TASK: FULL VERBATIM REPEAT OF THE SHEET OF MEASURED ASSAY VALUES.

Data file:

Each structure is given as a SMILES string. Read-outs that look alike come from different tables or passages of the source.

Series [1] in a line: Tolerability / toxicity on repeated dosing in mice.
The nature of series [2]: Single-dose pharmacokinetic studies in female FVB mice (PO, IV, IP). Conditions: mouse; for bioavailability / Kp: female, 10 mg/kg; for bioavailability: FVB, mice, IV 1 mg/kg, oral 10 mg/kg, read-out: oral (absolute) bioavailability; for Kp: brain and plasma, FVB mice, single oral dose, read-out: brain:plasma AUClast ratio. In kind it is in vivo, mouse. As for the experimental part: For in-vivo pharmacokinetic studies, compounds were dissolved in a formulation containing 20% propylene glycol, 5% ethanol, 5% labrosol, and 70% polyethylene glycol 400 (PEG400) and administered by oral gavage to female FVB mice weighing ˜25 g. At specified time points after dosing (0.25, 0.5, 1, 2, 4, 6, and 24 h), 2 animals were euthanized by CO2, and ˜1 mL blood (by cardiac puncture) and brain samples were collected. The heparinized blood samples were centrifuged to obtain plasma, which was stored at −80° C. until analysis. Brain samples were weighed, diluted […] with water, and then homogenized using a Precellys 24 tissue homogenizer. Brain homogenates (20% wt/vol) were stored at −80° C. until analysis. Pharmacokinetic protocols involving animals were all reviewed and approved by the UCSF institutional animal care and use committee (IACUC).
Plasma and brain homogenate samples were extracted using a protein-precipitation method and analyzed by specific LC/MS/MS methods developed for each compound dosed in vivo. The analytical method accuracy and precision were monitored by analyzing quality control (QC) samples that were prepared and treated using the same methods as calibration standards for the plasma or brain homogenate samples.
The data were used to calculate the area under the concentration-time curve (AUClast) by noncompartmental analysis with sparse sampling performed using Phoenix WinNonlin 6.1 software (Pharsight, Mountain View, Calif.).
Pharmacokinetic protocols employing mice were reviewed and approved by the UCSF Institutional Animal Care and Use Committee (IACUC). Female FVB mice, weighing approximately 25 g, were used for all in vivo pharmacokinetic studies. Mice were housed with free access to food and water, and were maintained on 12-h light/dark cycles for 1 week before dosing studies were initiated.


Each structure is given as a SMILES string. Read-outs that look alike come from different tables or passages of the source.

Series [1] in a line: Tolerability / toxicity on repeated dosing in mice.
The nature of series [2]: Single-dose pharmacokinetic studies in female FVB mice (PO, IV, IP). Conditions: mouse; for bioavailability / Kp: female, 10 mg/kg; for bioavailability: FVB, mice, IV 1 mg/kg, oral 10 mg/kg, read-out: oral (absolute) bioavailability; for Kp: brain and plasma, FVB mice, single oral dose, read-out: brain:plasma AUClast ratio. In kind it is in vivo, mouse. As for the experimental part: For in-vivo pharmacokinetic studies, compounds were dissolved in a formulation containing 20% propylene glycol, 5% ethanol, 5% labrosol, and 70% polyethylene glycol 400 (PEG400) and administered by oral gavage to female FVB mice weighing ˜25 g. At specified time points after dosing (0.25, 0.5, 1, 2, 4, 6, and 24 h), 2 animals were euthanized by CO2, and ˜1 mL blood (by cardiac puncture) and brain samples were collected. The heparinized blood samples were centrifuged to obtain plasma, which was stored at −80° C. until analysis. Brain samples were weighed, diluted […] with water, and then homogenized using a Precellys 24 tissue homogenizer. Brain homogenates (20% wt/vol) were stored at −80° C. until analysis. Pharmacokinetic protocols involving animals were all reviewed and approved by the UCSF institutional animal care and use committee (IACUC).
Plasma and brain homogenate samples were extracted using a protein-precipitation method and analyzed by specific LC/MS/MS methods developed for each compound dosed in vivo. The analytical method accuracy and precision were monitored by analyzing quality control (QC) samples that were prepared and treated using the same methods as calibration standards for the plasma or brain homogenate samples.
The data were used to calculate the area under the concentration-time curve (AUClast) by noncompartmental analysis with sparse sampling performed using Phoenix WinNonlin 6.1 software (Pharsight, Mountain View, Calif.).
Pharmacokinetic protocols employing mice were reviewed and approved by the UCSF Institutional Animal Care and Use Committee (IACUC). Female FVB mice, weighing approximately 25 g, were used for all in vivo pharmacokinetic studies. Mice were housed with free access to food and water, and were maintained on 12-h light/dark cycles for 1 week before dosing studies were initiated.